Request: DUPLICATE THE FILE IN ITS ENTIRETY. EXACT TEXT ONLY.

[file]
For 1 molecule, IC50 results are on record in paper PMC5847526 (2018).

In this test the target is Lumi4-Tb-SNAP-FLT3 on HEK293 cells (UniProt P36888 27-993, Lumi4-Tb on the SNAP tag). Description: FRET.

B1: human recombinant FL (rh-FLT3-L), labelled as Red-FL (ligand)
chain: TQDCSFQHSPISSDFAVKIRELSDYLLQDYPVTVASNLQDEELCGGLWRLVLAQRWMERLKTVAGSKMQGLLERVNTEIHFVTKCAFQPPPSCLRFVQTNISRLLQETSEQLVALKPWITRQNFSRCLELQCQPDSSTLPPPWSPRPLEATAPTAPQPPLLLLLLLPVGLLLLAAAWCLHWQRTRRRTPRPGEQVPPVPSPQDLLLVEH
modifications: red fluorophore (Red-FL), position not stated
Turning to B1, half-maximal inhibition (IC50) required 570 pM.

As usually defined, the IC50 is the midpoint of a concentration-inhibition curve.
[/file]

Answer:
For 1 molecule, IC50 results are on record in paper PMC5847526 (2018).

In this test the target is Lumi4-Tb-SNAP-FLT3 on HEK293 cells (UniProt P36888 27-993, Lumi4-Tb on the SNAP tag). Description: FRET.

B1: human recombinant FL (rh-FLT3-L), labelled as Red-FL (ligand)
chain: TQDCSFQHSPISSDFAVKIRELSDYLLQDYPVTVASNLQDEELCGGLWRLVLAQRWMERLKTVAGSKMQGLLERVNTEIHFVTKCAFQPPPSCLRFVQTNISRLLQETSEQLVALKPWITRQNFSRCLELQCQPDSSTLPPPWSPRPLEATAPTAPQPPLLLLLLLPVGLLLLAAAWCLHWQRTRRRTPRPGEQVPPVPSPQDLLLVEH
modifications: red fluorophore (Red-FL), position not stated
Turning to B1, half-maximal inhibition (IC50) required 570 pM.

As usually defined, the IC50 is the midpoint of a concentration-inhibition curve.